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- Tai Lung — Tai Lung is the most famous prisoner of Chorh-Gom, as he was the reason the prison was constructed to begin with. After he turned to evil and was subdued, the prison was constructed to hold the leopard for the rest of his life. Twenty years after he was incarcerated, he escaped when Zeng came and one of his feathers fell into Tai Lung's grasp. He used it to pick the lock on his restraints, thus becoming the first prisoner to escape the prison. In the end, Tai Lung's was ultimately defeated by Po, who used the Wuxi Finger Hold on him after already having weakened him in battle.
- Fenghuang — Once the strongest of the Furious Five of her generation, Fenghuang turned to evil when her power and skill went to her head and she challenged, but lost to Oogway. She fled to the Northern Mountains for refuge, and years later returned upon hearing of Oogway's passing. She was eventually stopped by Po, who had her locked away for her evil intentions, though Fenghuang swore revenge.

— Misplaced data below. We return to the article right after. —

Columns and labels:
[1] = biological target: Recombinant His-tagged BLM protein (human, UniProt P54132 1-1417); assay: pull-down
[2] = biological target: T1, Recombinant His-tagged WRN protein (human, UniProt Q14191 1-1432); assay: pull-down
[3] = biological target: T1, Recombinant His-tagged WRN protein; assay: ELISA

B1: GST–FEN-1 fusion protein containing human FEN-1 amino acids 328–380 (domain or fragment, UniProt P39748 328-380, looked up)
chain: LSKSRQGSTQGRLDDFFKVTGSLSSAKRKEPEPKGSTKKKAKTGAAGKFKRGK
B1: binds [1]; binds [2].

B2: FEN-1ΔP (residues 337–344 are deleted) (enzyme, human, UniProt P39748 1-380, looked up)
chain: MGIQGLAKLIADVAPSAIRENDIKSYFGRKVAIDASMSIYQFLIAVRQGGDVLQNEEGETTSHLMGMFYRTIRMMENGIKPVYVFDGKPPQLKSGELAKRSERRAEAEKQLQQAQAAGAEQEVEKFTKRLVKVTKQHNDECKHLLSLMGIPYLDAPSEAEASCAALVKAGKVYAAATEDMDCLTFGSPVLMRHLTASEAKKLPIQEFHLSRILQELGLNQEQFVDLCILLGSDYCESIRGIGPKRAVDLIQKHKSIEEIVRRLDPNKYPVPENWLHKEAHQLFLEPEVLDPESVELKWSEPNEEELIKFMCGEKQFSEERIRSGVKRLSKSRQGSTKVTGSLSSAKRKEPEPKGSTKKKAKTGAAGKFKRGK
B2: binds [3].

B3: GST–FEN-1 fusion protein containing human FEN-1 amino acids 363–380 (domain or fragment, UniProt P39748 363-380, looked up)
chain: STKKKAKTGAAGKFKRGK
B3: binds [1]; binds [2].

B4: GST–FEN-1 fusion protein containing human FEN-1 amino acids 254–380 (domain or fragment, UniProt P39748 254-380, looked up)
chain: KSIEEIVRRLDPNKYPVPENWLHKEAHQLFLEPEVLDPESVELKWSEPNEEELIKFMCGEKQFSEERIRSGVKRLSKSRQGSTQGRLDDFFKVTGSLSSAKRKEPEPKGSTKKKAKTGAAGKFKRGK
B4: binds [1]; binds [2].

- Fung and his bandits — A band of Crocodile Bandits led by Fung. At one time they were in prison, they followed the orders of criminal mastermind, Tong Fo. Apparently they live in prison about "90% of the time".
- Hundun — Hundun was once a member of the Anvil of Heaven, who were tasked with keeping Tai Lung in prison. When Tai Lung escaped, Hundun was among those who tried in vain to stop him, but failed. Tai Lung was defeated by the Dragon Warrior, but without its prisoner, the prison was closed, depriving Hundun of his job, and losing his house, his family, and he blamed all his troubles on the Dragon Warrior. When he found out it was Po who "ruined his life", he tried to kill him, but he was thwarted and sent to the very prison he'd devoted himself to.